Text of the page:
Last Friday, the very same day I wrote my Welcome to the Infinity Dream Award, Brenda and I decided to go out for an “healthy” walk, but before we reached the front door we had already planned an itinerary toward the Duchess Bakery for our first indulgence of the day: a pain au chocolat. On the way there we ran into some irresistible gardens, such as the one featured above, and Brenda started to document them on her phone. That little sign at the far right corner was the “déclencheur” and led to a series of pictures of our excursion.
On the way to Duchess, as well as on the way back home, we entered a couple of art galleries. First stop was the Bearclaw Gallery, to have a look at some of Aaron Paquette paintings. We have long admired his work and would be honoured to feature his work in our artist of the month program at Westwood Unitarian Congregation. After our coffee break we made a stop at The Daffodil Gallery, where I personally discovered the “inspirational art” of Veronica Funk and am excited we will be featuring one of her pieces at Westwood in November. More about these artists in future posts. Now back to our neighbourhood urban gardens.
Floral interpretation of fireworks.
The Summer holidays have come and gone and we had an enjoyable time travelling to Creston, British Columbia, to visit with family and friends. We had our granddaughter Ella along for the ride as part of her 11th birthday celebration which is an event often carried over a couple of weeks. At times, some family birthdays were celebrated over a whole month, just ask our grandson Mylan. Enough digression.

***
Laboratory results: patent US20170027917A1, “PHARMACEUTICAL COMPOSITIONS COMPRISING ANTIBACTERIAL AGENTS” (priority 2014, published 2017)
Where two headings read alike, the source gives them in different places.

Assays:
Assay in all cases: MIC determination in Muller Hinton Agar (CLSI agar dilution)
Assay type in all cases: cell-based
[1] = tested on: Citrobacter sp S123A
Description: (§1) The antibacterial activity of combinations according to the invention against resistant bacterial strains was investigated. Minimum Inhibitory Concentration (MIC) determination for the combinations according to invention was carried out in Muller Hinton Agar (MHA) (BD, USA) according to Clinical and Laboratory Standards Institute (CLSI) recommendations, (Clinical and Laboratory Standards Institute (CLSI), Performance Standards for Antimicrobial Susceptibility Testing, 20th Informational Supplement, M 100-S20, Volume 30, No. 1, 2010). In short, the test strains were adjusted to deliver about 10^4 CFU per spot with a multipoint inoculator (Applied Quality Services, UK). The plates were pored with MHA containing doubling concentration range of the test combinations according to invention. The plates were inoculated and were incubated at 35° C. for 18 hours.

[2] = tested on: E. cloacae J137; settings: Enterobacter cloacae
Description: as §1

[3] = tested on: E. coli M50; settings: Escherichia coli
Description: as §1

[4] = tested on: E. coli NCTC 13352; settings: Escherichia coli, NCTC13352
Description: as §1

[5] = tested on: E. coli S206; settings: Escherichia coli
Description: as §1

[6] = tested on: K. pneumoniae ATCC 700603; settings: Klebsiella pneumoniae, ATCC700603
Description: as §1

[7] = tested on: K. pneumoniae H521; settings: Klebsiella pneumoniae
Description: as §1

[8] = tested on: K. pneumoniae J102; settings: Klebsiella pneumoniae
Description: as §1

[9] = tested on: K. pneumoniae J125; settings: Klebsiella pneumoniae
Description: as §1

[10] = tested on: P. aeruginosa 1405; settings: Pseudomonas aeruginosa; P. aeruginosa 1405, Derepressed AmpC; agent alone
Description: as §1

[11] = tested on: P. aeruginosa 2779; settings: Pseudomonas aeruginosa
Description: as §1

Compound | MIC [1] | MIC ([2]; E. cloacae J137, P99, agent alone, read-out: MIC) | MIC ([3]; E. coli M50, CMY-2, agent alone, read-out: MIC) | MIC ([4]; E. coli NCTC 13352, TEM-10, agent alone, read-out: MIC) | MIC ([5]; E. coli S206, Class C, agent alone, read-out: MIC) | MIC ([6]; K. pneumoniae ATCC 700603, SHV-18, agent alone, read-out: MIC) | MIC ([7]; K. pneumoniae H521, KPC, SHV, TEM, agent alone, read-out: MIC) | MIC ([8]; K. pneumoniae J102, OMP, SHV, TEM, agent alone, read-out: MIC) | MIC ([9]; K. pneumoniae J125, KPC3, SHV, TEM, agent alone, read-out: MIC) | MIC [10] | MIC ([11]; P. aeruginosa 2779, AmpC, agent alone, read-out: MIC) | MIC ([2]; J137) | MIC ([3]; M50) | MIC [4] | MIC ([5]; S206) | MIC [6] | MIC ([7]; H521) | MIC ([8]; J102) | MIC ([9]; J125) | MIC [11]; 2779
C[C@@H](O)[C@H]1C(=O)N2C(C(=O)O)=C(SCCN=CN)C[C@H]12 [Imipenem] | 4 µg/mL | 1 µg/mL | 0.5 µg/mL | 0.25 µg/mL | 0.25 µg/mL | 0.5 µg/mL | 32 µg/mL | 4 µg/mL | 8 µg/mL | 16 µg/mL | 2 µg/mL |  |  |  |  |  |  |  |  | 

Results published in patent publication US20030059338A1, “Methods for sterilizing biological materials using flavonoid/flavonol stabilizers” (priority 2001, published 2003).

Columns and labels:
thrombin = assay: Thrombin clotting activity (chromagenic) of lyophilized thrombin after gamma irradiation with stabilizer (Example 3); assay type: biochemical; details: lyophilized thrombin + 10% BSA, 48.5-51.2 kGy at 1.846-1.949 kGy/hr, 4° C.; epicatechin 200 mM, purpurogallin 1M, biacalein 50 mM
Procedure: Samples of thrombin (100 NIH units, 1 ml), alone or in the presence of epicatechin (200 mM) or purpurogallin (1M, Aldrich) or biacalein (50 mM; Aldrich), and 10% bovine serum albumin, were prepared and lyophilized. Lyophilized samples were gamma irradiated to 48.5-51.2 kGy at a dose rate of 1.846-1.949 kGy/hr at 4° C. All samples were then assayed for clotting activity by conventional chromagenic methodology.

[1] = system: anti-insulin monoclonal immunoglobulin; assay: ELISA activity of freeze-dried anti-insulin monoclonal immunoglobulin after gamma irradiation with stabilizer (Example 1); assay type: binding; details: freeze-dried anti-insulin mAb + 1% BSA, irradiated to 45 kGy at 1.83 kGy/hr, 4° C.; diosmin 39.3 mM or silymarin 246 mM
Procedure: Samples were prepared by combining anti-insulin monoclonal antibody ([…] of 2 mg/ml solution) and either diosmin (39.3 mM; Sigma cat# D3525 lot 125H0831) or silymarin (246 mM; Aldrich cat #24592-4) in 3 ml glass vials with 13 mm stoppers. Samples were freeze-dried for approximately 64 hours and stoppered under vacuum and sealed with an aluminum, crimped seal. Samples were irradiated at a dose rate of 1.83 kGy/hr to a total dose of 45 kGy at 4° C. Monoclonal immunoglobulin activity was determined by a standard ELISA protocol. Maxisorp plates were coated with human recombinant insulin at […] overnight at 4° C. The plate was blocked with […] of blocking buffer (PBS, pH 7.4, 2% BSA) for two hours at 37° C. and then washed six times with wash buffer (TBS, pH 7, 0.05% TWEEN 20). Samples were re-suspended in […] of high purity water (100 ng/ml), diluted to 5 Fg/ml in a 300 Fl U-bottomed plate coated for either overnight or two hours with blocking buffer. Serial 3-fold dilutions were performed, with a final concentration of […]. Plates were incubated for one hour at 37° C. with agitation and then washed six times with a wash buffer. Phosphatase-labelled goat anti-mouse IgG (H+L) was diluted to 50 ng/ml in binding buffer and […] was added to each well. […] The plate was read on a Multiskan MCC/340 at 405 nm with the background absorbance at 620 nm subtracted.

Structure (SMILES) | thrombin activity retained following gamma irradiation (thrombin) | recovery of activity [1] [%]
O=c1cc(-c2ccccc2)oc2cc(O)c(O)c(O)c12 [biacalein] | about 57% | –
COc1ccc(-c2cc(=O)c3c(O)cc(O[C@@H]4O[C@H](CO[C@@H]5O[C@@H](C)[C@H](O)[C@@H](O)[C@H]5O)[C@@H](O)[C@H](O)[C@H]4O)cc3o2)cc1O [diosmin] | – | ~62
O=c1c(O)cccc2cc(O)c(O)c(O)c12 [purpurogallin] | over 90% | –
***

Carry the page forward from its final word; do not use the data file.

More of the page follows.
I had hoped to write earlier about our flower arrangements, but weeks went by without any being done. We were to attend an ikebana workshop in Saskatoon at the end of July, unfortunately, the event was cancelled at the last minute. Not to despair, we had been invited to do a demonstration during Animethon 22 which took place this past weekend. During this festival, thousands of young people come to Edmonton to celebrate the popular arts of Japan, most notably, the anime, and many come dressed as their favorite character.
Yesterday, August 9th was the last day of the event, and for the second year, we offered a demonstration of ikebana. The free style above was one of the arrangements done for the occasion. Other arrangements have been posted on our EJCA Ikebana Club website. To have a clearer picture of that event, please visit our contribution to Animethon 2014.